Political Prosecution: EU-Ukraine Relations in Turmoil

By Zhuge, Scott | Harvard International Review, Fall 2012 | Go to article overview

Political Prosecution: EU-Ukraine Relations in Turmoil


Zhuge, Scott, Harvard International Review


TO JOIN OR NOT TO JOIN: EU MEMBERSHIP & THE UKRAINE

The breakup of the Soviet Union has transformed relations between the former communist countries of Eastern Europe and the European Union, encouraging economic and political assistance, as well as potential membership. Since then, several of the more developed Eastern European states were integrated into the European Union in 2004, while the remaining non-member states were included under the European Neighborhood Policy, which offered financial assistance under conditions of democratic reform.

Of the non-member states in the European Neighborhood Policy, potential integration is most relevant for countries that, like Ukraine, share a land border with EU members. Indeed, the relationship between Ukraine and the European Union has already been characterized by economic and political assistance, suggesting the possibility of future membership for Ukraine.

Ukraine, however, may not be ready. The nation has a history of division between the western region, which is more tied to Europe, and the southern and eastern regions, which connect strongly with Russia. The political tension between them emerged with unusual clarity during the arrest of former Ukrainian Prime Minister Yulia Tymoshenko earlier in 2012. On June 24, 2011, Tymoshenko was accused of signing a deal to buy natural gas from Russia that worked against the country's interests. Prosecutors argued the gas prices were inflated, and pushed for a prison term of the maximum seven years. Tymoshenko called the charges absurd, and claimed the arrest was a politically motivated attempt to eliminate the primary opposition of current Ukrainian president Viktor Yanukovych.

Indeed, Yanukovych and Tymoshenko have a long history of political clashes, symbolic of the tension between the eastern and western political influences in Ukraine. Tymoshenko was one of the leaders of the Orange Revolution in 2004, which challenged the run-off presidential election that Yanukovych seemed to have won at the time. Leading the primary opposition against Yanukovych, Tymoshenko and other supporters argued the election results were rigged, and demanded a re-run second round election. The leaders of the Orange Revolution portrayed Yanukovych as a corrupt Russian lackey who would stop Ukraine's democratization and Westernization. The events escalated into a political crisis with widespread protests, leading the Ukrainian Supreme Court to reject the original run-off ballot and order a second round ballot. After the second election, Yanukovych lost to the opposing presidential candidate, pro-Western Viktor Yushchenko.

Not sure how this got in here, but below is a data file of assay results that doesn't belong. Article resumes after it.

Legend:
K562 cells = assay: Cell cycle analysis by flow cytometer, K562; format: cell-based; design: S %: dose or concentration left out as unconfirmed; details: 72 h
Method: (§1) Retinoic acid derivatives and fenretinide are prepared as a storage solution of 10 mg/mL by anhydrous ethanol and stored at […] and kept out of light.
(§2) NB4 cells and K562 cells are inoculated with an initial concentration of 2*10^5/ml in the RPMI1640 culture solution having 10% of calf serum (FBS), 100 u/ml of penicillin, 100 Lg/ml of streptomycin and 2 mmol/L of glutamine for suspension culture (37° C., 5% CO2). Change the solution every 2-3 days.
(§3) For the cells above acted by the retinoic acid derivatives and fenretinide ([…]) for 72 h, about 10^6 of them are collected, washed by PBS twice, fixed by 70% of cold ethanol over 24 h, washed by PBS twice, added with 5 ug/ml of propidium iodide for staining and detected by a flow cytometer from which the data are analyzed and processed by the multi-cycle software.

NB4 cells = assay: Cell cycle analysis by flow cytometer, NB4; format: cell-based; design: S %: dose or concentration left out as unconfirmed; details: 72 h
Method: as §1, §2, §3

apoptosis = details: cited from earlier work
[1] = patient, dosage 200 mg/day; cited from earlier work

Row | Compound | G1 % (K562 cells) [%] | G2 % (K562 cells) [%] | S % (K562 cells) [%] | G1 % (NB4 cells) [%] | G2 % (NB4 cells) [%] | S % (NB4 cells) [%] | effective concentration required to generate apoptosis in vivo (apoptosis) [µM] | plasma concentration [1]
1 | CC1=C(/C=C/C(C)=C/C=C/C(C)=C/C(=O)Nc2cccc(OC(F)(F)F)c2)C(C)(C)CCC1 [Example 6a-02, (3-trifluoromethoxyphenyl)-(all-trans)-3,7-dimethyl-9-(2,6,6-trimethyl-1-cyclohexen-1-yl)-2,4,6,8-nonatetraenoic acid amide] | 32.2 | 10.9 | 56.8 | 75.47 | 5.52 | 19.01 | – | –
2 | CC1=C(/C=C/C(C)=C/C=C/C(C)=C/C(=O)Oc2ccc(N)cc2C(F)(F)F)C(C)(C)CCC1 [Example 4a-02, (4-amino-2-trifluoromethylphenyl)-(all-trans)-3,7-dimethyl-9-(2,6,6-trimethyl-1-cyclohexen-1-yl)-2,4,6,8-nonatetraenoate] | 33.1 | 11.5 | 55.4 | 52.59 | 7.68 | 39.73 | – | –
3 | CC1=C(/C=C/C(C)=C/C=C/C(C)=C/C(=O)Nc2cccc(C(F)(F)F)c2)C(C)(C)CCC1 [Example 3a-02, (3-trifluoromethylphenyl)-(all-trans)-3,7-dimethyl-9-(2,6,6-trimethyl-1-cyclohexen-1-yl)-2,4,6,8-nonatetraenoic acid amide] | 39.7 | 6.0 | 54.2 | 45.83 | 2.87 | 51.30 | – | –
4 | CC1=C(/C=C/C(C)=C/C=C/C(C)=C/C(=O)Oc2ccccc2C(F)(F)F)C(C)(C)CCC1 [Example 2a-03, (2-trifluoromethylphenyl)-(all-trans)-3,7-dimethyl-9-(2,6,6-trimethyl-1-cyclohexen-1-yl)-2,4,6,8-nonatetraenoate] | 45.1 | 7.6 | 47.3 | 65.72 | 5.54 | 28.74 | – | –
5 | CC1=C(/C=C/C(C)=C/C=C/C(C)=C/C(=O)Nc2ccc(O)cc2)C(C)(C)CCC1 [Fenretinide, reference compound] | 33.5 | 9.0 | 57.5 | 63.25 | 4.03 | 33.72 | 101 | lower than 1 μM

However, Yanukovych ran again for president in the 2010 elections, and narrowly won the run-off election against then Prime Minister Tymoshenko by a margin of less than four percent. Tymoshenko challenged the election results by appealing to the Ukrainian Supreme Court, though she later dropped the appeal, stating she did not believe she would receive a fair hearing. In addition to criticizing the Ukrainian judiciary, Tymoshenko and her political supporters boycotted Yanukovych's inauguration.

Recognizing that Tymoshenko and Yanukovych have long since been political opponents, news of the arrest has had a significant impact on the international political scene. International commentators have criticized Yanukovych for using his power to eliminate his political opposition. Representatives from both the European Union and the United States have expressed concerns over the treatment of the former Ukrainian prime minister, while international legal experts have noted that brokering such a gas deal would not warrant an arrest for a crime.

Tymoshenko was charged with abuse of power in June 2011, and arrested in Kiev for contempt in August. …

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